A Primordial Attachment to the Nation? French and Irish Workers and Trade Unions in Past EU Referendum Debates

23 Pages Posted: 1 May 2020

See all articles by Élodie Béthoux

Élodie Béthoux

University of Paris 10 Nanterre

Roland Erne

University College Dublin, School of Business

Darragh Golden

University College Dublin (UCD)

Date Written: September 2018

Abstract

We aim to contribute to a better understanding of the dynamics that are driving EU politicization and the rising Euroscepticism of workers and unions in the public sphere. One explanation frames the rise in Euroscepticism in cultural terms, emphasizing workers’ alleged primordial attachment to their nation. A second uses socioeconomic frames, linking growing Euroscepticism to the increasingly neo‐liberal direction of the EU. The weight of these competing frames in the referendum campaigns on the EU Constitution in France and the Lisbon Treaty and the Fiscal Treaty in Ireland cannot be measured easily, as the categorization of a phrase as socioeconomic or cultural is in itself subject to political classification struggles. We therefore presents the findings of an inductive lexical analysis of all Irish Times, all Le Monde and all worker‐ or union‐related articles published in almost all national media outlets during the mentioned referendum debates. This was made possible by the Alceste software package that allowed us to analyse very large corpuses of articles inductively. Our analysis reveals that socioeconomic terms dominated policy debates in both countries. The findings question existing EU politicization studies that were measuring the salience of different frame types by deductive analysis.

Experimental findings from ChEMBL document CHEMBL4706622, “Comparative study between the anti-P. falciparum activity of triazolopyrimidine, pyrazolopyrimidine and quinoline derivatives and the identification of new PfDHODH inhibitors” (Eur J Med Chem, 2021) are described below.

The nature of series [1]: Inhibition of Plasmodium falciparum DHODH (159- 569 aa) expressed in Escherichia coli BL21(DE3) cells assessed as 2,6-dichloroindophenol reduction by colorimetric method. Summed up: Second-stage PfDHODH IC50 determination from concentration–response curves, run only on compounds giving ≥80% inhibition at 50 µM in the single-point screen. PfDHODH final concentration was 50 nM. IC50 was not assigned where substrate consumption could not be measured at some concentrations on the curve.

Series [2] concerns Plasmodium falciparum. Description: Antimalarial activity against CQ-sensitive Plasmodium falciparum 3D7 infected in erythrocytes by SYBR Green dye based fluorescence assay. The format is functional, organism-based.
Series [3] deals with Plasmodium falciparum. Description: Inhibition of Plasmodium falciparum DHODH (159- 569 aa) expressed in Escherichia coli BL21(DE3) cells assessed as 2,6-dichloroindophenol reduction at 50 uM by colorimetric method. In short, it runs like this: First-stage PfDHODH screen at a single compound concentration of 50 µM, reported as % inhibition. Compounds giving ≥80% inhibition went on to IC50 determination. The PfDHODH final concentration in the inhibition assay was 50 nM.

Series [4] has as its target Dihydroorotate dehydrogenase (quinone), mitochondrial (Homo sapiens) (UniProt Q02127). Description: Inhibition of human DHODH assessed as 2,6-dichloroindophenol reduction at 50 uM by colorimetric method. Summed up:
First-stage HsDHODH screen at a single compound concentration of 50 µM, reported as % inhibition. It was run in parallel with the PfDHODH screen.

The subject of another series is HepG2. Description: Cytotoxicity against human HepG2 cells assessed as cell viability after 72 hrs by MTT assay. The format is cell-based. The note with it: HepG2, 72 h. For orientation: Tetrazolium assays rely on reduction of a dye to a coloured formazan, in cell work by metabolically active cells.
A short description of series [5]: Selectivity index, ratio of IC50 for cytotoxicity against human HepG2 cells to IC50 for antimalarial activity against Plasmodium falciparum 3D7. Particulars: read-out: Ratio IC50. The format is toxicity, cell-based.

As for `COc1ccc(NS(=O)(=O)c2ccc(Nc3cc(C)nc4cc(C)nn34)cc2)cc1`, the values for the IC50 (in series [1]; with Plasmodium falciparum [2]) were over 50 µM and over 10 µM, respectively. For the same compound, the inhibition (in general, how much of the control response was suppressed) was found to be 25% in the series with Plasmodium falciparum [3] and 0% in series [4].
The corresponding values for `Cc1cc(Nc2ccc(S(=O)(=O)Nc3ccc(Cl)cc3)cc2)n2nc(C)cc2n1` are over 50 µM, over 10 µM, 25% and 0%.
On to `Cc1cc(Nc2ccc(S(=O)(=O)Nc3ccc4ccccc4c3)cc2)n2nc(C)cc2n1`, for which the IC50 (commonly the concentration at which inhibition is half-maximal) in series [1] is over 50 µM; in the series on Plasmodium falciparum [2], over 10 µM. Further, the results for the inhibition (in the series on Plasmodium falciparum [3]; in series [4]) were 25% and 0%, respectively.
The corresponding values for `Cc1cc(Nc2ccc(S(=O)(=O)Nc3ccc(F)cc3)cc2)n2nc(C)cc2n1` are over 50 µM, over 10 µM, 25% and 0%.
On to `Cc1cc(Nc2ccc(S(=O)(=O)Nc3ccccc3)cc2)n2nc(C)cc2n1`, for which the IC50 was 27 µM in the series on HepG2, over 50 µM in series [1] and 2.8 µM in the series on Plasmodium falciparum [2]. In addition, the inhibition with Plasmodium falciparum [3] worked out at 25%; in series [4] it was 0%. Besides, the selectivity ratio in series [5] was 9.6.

Suggested Citation

Béthoux, Élodie and Erne, Roland and Golden, Darragh, A Primordial Attachment to the Nation? French and Irish Workers and Trade Unions in Past EU Referendum Debates (September 2018). British Journal of Industrial Relations, Vol. 56, Issue 3, pp. 656-678, 2018, Available at SSRN: https://ssrn.com/abstract=3589647 or http://dx.doi.org/10.1111/bjir.12303

Élodie Béthoux (Contact Author)

University of Paris 10 Nanterre ( email )

Room G301, Building G
92001 Nanterre Cedex, 92001
France

Roland Erne

University College Dublin, School of Business ( email )

Belfield, Dublin 4 4
Ireland

HOME PAGE: http://www.ucd.ie/indrel/staff/rolanderne/

Darragh Golden

University College Dublin (UCD) ( email )

Belfield, Dublin 4 4
Ireland

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